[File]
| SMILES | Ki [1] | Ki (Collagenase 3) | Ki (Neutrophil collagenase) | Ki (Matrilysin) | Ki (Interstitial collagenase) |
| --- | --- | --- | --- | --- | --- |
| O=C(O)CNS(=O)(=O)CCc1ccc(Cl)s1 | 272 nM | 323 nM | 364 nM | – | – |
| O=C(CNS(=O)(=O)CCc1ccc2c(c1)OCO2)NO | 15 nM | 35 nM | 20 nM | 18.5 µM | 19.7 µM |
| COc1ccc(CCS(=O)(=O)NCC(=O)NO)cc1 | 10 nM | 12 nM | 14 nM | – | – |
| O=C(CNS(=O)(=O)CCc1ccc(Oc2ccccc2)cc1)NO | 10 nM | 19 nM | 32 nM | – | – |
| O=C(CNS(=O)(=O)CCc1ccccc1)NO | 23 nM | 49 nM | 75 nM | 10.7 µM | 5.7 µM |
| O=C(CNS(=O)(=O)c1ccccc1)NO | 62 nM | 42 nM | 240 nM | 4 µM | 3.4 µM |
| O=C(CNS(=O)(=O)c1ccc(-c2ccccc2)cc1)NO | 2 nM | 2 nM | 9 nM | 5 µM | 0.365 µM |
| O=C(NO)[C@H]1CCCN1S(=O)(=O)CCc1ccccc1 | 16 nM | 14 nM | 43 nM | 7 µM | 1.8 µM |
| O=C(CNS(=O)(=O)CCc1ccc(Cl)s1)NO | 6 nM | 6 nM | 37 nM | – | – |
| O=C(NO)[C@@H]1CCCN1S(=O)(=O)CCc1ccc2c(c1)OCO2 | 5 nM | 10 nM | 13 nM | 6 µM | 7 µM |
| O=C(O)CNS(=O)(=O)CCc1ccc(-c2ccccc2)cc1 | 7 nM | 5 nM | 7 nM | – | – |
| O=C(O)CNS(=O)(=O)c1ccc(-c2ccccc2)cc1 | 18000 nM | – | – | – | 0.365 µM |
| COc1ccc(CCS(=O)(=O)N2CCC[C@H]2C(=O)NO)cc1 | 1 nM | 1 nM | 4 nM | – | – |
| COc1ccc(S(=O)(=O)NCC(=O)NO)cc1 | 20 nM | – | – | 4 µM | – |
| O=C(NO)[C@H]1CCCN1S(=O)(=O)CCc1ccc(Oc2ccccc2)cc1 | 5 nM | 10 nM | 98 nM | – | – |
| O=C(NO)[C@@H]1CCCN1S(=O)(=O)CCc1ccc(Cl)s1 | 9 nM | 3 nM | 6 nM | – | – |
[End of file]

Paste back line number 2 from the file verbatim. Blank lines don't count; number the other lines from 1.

| --- | --- | --- | --- | --- | --- |